By Stephanie | Posted on
The phrase “lean construction” has been tossed around a lot lately when referring to construction productivity, but what exactly is lean construction? Essentially, lean practices are all about reducing waste and being as efficient as possible through planning, organizing, and communicating. Perhaps, if the Leaning Tower of Pisa had been built using lean construction techniques, it wouldn’t be leaning!
Lean principles were actually originally developed by Toyota for manufacturing auto parts in the mid 20th century, but have since made their way into several industries, including construction. The same methodology that revolutionized efficiency and sustainability in factories can also be applied to jobsites, albeit slightly altered due to the rather unpredictable nature of construction projects. The combination of lean construction techniques and modern construction technology can create an ideal environment for efficient project management.
With proper execution and the right tools, lean construction can help projects move along smoothly, and for subcontractors, this can be a huge benefit. Lean construction kicks off communication between subcontractors, general contractors, and project owners right from the start. This means that fewer disputes arise, and there are thus fewer delays caused by miscommunication. Then, projects are finished with less strain, which can help guarantee repeat business.
According to the Lean Construction Institute, projects utilizing lean practices are twice as likely to be completed under budget, and three times more likely to be ahead of schedule. Safety and construction quality are both increased, and waste is minimized. We found this great infographic created by McCarthy Building Companies, Inc. displaying the benefits of lean construction:
The goals of lean construction practices are to maximize efficiency by avoiding unnecessary, unexpected costs. Lean construction follows five key principles: defining value, identifying value streams, establishing flow, pull planning, and continuously improving. These techniques are applied throughout the different stages of a project and involve all project members.
Before beginning a construction project, it is important to not only consider what the customer wants to build, but also why they want it built. The easiest way to figure this out is to simply ask the customer what they deem valuable about the project. When your customer tells you exactly what they are looking for, and what they are hoping to gain from the building, you can focus on ways to get there rather than trying to guess what they meant. This sets the stage for communication with the client from the very start and shows them that you aren’t just getting the job done, but that you actually care about providing a quality, satisfactory finished product.
2. Map Value Stream
Following the first step of discovering what your customer values, you can plan your project around that value, and make sure you are going to reach the end result that the customer was hoping for. Mapping a value stream includes gathering data from project participants, and studying that data to create a visual plan that will efficiently make use of resources and time. When mapping the value stream for your project, you have to make note of any possible waste factors that could affect your schedule. When you address potential problems before they ever come up, you can establish processes to avoid them and stay on track.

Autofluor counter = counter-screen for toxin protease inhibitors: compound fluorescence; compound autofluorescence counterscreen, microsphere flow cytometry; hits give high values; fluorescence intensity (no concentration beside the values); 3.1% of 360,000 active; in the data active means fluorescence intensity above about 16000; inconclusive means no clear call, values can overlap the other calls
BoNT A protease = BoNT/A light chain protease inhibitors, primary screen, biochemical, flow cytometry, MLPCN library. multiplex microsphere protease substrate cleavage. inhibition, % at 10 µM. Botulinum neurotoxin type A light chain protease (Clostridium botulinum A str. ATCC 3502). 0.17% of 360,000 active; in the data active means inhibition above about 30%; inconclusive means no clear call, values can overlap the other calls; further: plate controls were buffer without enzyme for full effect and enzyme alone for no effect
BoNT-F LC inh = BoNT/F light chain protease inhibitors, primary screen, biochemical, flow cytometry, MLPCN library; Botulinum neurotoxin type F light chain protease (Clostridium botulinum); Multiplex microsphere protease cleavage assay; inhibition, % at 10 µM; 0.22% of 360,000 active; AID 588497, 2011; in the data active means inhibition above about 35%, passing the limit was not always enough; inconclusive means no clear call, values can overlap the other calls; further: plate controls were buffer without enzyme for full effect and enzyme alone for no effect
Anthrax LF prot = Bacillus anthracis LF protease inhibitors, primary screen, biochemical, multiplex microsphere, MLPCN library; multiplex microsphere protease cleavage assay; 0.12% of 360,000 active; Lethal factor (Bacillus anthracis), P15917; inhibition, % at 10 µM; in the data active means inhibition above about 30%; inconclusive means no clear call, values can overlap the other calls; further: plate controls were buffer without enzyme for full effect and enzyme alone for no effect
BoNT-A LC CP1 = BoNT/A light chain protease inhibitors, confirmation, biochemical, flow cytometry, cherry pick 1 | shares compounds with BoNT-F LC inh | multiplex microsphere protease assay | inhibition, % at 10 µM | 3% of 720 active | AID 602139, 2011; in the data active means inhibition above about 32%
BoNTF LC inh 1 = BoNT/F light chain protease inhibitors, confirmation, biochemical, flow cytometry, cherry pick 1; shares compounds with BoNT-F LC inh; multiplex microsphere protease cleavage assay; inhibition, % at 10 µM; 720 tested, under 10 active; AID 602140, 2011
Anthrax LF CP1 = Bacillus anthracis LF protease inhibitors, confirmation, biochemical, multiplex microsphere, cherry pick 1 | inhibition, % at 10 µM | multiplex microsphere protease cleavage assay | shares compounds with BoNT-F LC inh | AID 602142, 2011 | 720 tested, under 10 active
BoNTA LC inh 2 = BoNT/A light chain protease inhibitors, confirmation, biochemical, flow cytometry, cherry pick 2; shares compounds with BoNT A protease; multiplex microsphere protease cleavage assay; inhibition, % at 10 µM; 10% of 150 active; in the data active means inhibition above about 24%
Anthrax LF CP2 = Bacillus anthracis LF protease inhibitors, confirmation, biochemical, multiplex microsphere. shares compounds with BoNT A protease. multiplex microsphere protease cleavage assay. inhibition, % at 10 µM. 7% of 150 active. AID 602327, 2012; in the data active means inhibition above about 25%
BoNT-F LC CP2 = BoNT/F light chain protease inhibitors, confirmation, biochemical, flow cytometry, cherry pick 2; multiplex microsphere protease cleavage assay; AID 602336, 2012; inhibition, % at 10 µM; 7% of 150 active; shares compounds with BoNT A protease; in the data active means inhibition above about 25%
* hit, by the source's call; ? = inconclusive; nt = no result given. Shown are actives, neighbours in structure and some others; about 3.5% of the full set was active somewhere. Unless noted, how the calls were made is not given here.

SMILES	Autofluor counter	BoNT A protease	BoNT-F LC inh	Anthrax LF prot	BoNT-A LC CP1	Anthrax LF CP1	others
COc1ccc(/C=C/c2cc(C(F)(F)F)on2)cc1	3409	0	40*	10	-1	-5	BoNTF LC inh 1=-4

3. Establish Flow
Once you map your value stream, you can get started on a solid, ongoing flow of progress throughout the duration of a project. A major component to flow is ongoing communication between subcontractors. When subs work together to keep projects flowing smoothly, the end result is reached faster, and with fewer issues. When a flow is created, processes are optimized to work as quickly as possible.
4. Pull Plan
Pull planning is arguably one of the most significant parts of lean construction. A pull planning meeting gets together representatives of every team involved in a project - including all the subcontractors. With sticky notes, these individuals mark down important milestones and phases for a project, working backward from the ideal date of completion. By using pull planning, it’s easier to make more realistic estimates of when certain milestones will be reached, with logical timelines for completion dates.
5. Continuous Improvement
The last element of lean construction practices embraces the concept that there is always room for improvement. Even if everything ran smoothly, reflecting on a project upon its completion helps you identify ways to improve for future projects. If lean construction practices are utilized throughout a project hopefully the job is completed according to plan. But sometimes, delays or minute details are omitted from plans, causing setbacks. If you acknowledge that there is always space to learn or grow, you can continue to achieve great results.
Modern Thinking Meets Modern Tools
If the aim of following lean construction practices is to maximize efficiency, it only makes sense to adopt tools that can assist with the process. New innovations in construction management software assist with communication between subcontractors and general contractors and from the field to the office. Software with capabilities to track production, take photos and videos onsite, and log any delays or issues complement lean construction methods and the combination helps companies work toward finishing projects on time and on budget. As more and more big players in the construction industry adopt lean techniques, and subcontractors subsequently jump on board, we will see improved productivity, fewer disputes, and higher quality results. Plus, you can make sure that none of your buildings will ever have “The Leaning,” as part of their title.